By 2050 we will all live in a Utopian society, use hover boards and have sex for purely recreational purposes without fear of pregnancy. Okay, so maybe I made up the first two, but stunningly the third is a genuine likelihood according to the maker of the contraceptive pill.
According to Metro, Austrian-American chemist Carl Djerassi, 91, has predicted that his own invention, the pill, will become outdated in the near future. Instead, men and women will freeze their eggs and sperm when young and get sterilized. Sex will be for recreation only. If women want to have babies, they’ll choose IVF methods to become fertilized. In vitro fertilization (IVF) is a process by which an egg is fertilized by sperm outside the body: in vitro (“in glass”). Some negatively refer to this method of fertilization as a “Test Tube Baby” as they believe it goes against the laws of physics and a higher being.
Regardless, IVF may very well be the future as it is much safer for the baby as well as the mother. Abortion will be a thing of the past as unwanted pregnancies will no longer be an issue. The freezing of younger sperm and eggs will result in healthier babies for whenever that man or woman decided to reproduce. Bionews quotes Djerassi saying “… IVF will start to become a normal non-coital method of having children. Over the next few decades, say by the year 2050, more IVF fertilization’s will occur among fertile women than the current five million fertility-impaired ones. For them the separation between sex and reproduction will be 100 per cent.”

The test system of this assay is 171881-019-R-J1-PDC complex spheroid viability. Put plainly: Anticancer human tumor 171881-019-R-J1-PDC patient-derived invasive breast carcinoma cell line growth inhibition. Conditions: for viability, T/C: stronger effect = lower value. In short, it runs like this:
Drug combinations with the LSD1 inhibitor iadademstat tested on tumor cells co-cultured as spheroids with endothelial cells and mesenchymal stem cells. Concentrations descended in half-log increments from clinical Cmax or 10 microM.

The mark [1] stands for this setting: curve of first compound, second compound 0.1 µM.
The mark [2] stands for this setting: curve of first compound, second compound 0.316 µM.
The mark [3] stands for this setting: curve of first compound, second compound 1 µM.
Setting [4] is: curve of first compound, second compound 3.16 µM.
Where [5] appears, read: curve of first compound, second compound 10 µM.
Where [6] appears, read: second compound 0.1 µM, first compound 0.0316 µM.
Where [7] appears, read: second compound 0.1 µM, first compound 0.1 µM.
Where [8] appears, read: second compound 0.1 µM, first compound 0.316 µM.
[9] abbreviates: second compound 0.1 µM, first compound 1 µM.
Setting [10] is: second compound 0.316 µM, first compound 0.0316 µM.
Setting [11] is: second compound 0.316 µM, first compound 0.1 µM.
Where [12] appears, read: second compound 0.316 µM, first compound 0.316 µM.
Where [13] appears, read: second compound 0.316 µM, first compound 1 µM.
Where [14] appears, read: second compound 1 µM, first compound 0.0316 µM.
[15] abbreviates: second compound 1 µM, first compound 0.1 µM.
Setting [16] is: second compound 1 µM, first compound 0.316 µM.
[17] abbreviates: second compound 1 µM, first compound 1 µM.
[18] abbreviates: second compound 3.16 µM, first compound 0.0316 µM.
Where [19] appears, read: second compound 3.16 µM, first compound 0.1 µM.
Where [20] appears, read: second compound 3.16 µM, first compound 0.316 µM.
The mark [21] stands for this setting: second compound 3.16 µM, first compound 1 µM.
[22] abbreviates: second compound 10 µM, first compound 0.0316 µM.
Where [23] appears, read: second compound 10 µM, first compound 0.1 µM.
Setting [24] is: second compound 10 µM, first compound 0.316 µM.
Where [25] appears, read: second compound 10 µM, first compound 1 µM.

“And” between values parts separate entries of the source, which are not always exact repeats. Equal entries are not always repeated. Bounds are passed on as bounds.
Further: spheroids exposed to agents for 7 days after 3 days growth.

The controversy surrounding this method is not the practicality or success of it, but rather a moral battle. Is it “right” to impregnate a woman by way of science and to essentially use sterilization as a form of birth control? Is it “right” to have a baby in the traditional way, and risk serious complications that could have been avoided? For those bookworms like me out there, Aldous Huxley’s “Brave New World” tackles these issues with great finesse. It shows an extremely rigid society in which IVF is prominent. These similarities certainly make me curious to find out as to how accurate Huxley’s theories may have been about the future.
It will be a slow process, but eventually as a society we will stop asking if it is right or wrong and start asking if it is sensible and genuinely for the good.